Back in 2011, folks at Marcus Daly Memorial Hospital wanted to do something
to raise awareness about breast cancer in the community and find a way
to ensure that women could get the screenings that could save their lives.
In 2018, they came together to create the Colors of Cancer campaign that
recognized 24 different forms of cancers. Each cancer was assigned a color
and teams came together to create different types of fundraisers that
helped raise awareness, encourage preventive care, celebrate survivors
and remember those who have died.
“You have this vision of what is needed at the hospital to help people
impacted by cancer,” Duce said. “And then you combine that
with all these people who want to give in a grassroots way. You just have
to let go and watch what happens.”
This year’s campaign started last week with a lunch event at the
Marcus Daly Memorial Hospital that offered people a chance to see the
handmade quilts, which include handprints of cancer survivors, created
by the foundation’s co-director Mary Woods.
It will include weekly events like a Thursday pint night at HigherGround
Brewing and one on Saturday at Naps.
On Wednesday, Oct. 9, Wild Wendy’s Bake Sale will be held at the
Canyons Athletic Club, and Valley Drug will host a Colors of Cancer barbecue.
Pink Ladies Night will follow on Thursday at the Hamilton Market Place.
And the Canyons will host a Sprinkle Pink Tennis Tournament on Oct 11-13.
The second annual 5k Fun Run/Survivor’s Walk will be held on Saturday, Oct. 12.
Evans Ace Hardware will host a Grill for the Gold barbecue on Saturday,
Oct. 19, to support donations for childhood cancer. On Thursday, Oct.
24, the Bitterroot School of Cosmetology will host the Golden Locks Donation event.
Marcus Daly Memorial Hospital will host the Art and More silent auction
on Oct. 24-25.
On Oct. 27, the events will wrap up with the Turn & Burn Barrel Race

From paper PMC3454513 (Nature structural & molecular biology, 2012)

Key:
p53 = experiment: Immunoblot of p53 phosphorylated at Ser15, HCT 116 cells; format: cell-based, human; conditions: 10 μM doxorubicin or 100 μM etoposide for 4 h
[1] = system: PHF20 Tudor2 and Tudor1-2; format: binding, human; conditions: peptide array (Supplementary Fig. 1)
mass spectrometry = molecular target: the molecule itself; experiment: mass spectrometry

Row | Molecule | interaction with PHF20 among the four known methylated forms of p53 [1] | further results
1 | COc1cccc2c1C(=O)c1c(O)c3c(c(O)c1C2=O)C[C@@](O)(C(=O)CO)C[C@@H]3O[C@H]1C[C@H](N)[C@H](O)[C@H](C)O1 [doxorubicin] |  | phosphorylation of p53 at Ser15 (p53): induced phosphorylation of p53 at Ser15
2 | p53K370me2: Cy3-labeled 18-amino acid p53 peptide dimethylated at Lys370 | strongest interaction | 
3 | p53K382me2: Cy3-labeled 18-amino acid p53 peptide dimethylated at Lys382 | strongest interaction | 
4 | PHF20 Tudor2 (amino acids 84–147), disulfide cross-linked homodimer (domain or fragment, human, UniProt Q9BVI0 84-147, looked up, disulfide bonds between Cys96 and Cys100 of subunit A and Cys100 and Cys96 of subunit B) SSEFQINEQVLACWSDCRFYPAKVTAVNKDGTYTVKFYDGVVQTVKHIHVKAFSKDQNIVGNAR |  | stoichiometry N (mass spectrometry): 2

at the Sapphire Event Center in Corvallis.
And those are just the events already in the works. Last year Duce said
she received checks from different organizations that she had no idea
were planning their own Colors of Cancer event.
“We had some high school kids who kind of went crazy last year,”
she said. “Two high school students from Hamilton and Stevensville
each raised $1,500. … It offered an opportunity to see the kind
of impact that they could have in a short period of time.
“I received checks from events that I didn’t even know were
happening,” she said.
Last year, including the hospital’s match, the campaign raised almost $51,000.
Duce said the hospital’s new CEO, John Bishop, has been very supportive
of the campaign. The money that’s raised is used in a variety of
different ways, including helping people pay for screenings or buying
equipment for new specialists setting up practices in Hamilton.
In September, a general surgeon skilled in performing colonoscopies and
endoscopies set up practice in Hamilton. A dermatologist is expected to
start her own practice in the middle of the month.
“Marcus Daly Memorial Hospital encourages the community to get cancer
screenings on a regular basis,” said Amy James-Linton, the hospital’s
marketing and communications director. “Cancer is preventable if
we all work together to catch it early.”